Review

Review: Splendor (Luxe #4) by Anna Godbersen

splendorNew Beginnings.
Shocking Revelations.
Unexpected Endings.

As spring turns into summer, Elizabeth relishes her new roles as a young wife, while her sister, Diana, searches for adventure abroad. But when a surprising clue about their father’s death comes to light, the Holland girls wonder at what cost a life of splendor comes.

Carolina Broad, society’s newest darling, fans a flame from her past, oblivious to how it might burn her future. Penelope Schoonmaker is finally Manhattan royalty – but when a real prince visits the city, she covets a title that comes with a crown. Her husband, Henry, bravely went to war, only to discover that his father’s rule extends well beyond New York’s shores and that fighting for love may prove a losing battle.

In the dramatic conclusion to the bestselling Luxe series, New York’s most dazzling socialites chase dreams, cling to promises, and tempt fate. As society watches what will become of the city’s oldest families and newest fortunes, one question remains: Will its stars fade away or will they shine ever brighter?


The conclusion to the Luxe quartet is certainly dramatic and I thoroughly enjoyed it. Like the other Luxe books, it’s a light read, but one that is surprisingly thought provoking, especially due to the ending.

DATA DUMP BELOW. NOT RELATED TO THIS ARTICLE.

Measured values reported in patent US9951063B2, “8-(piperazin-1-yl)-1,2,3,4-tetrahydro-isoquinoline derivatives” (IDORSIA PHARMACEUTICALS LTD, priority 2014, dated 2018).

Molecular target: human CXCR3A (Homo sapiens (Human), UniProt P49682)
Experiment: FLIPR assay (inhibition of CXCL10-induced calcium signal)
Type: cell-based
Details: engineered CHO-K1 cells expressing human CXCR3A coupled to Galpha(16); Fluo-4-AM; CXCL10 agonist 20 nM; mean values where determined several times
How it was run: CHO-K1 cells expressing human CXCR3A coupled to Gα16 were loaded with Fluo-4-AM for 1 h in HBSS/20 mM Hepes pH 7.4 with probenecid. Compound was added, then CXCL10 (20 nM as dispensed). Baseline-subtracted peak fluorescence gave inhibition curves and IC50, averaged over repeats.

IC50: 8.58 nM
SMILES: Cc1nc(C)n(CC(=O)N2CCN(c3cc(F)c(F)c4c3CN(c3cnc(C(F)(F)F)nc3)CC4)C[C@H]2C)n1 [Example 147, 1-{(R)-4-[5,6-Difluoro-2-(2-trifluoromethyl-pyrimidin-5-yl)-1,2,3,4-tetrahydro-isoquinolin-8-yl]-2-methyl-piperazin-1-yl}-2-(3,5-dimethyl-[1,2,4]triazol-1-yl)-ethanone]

Unfortunately, as with Envy, Splendor was spoiled for me (when will I learn?!) but luckily, there were still enough twists and turns left for me to discover.

The characters have all shown considerable growth over the course of the series, culminating in Splendor, as the characters truly become adults. I also found Splendor to be surprisingly feminist. The girls must take charge of their own lives and decide for themselves who they want to be. I really enjoyed this component as it grounded the story, making an otherwise fluffy book something more serious.

In line with how the series comments on issues of status and class, Splendor looks at ways to escape the harsh rigidity that accompanies being wealthy in New York and also at what happens to those who are already too much a product of society. It is definitely an interesting angle, one that provides some food for thought.

Of course, as it is a conclusion, loose ends get and plot lines must be tied off. Some of it, I was able to predict, but the rest was rather shocking. But I like how Splendor steered away from a traditional happily-ever-after-ending and opted for a more thoughtful one instead.

I recommend this series.

 

 

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